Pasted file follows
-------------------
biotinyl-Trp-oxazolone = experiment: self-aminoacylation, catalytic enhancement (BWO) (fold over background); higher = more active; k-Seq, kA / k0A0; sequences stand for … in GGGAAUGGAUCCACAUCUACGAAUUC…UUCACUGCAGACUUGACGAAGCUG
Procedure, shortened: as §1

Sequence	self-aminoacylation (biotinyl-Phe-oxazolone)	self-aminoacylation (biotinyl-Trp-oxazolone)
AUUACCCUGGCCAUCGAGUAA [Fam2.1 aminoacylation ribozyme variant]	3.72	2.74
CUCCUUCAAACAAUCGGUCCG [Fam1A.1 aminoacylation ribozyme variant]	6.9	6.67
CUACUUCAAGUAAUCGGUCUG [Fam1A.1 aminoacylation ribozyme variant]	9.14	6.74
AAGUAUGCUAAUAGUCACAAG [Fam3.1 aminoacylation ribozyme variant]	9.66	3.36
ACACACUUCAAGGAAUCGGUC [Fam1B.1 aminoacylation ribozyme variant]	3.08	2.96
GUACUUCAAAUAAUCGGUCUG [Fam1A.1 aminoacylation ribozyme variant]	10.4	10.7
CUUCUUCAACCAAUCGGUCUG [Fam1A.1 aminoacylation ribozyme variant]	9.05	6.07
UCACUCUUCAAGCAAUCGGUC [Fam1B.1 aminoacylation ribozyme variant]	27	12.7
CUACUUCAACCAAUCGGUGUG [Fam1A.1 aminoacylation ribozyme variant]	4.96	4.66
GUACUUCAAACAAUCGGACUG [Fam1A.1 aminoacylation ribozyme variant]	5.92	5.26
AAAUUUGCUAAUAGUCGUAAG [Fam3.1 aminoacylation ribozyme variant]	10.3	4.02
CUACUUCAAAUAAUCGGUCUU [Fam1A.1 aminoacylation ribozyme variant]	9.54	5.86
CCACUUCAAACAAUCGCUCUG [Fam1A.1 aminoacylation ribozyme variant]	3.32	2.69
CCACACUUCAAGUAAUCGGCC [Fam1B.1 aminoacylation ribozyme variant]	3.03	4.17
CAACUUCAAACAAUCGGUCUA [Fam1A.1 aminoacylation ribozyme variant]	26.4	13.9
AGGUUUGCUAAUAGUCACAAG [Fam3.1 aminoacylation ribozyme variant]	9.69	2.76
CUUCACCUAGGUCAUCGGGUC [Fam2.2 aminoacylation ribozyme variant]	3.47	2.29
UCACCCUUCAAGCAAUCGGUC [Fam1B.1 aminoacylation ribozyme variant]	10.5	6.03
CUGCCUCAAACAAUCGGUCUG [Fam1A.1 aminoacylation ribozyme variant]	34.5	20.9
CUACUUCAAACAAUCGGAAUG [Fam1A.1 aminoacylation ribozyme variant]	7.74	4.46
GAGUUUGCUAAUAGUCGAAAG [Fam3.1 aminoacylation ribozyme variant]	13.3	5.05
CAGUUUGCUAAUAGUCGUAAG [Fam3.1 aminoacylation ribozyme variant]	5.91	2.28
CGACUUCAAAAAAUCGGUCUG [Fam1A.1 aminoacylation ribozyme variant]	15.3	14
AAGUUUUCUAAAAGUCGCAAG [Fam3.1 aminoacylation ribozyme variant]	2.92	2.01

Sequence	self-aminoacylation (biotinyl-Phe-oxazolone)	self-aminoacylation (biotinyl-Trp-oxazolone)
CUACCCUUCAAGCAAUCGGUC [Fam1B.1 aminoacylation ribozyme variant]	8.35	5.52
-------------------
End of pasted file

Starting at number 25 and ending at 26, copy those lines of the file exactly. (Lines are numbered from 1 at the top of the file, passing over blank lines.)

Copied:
CAGUUUGCUAAUAGUCGUAAG [Fam3.1 aminoacylation ribozyme variant]	5.91	2.28
CGACUUCAAAAAAUCGGUCUG [Fam1A.1 aminoacylation ribozyme variant]	15.3	14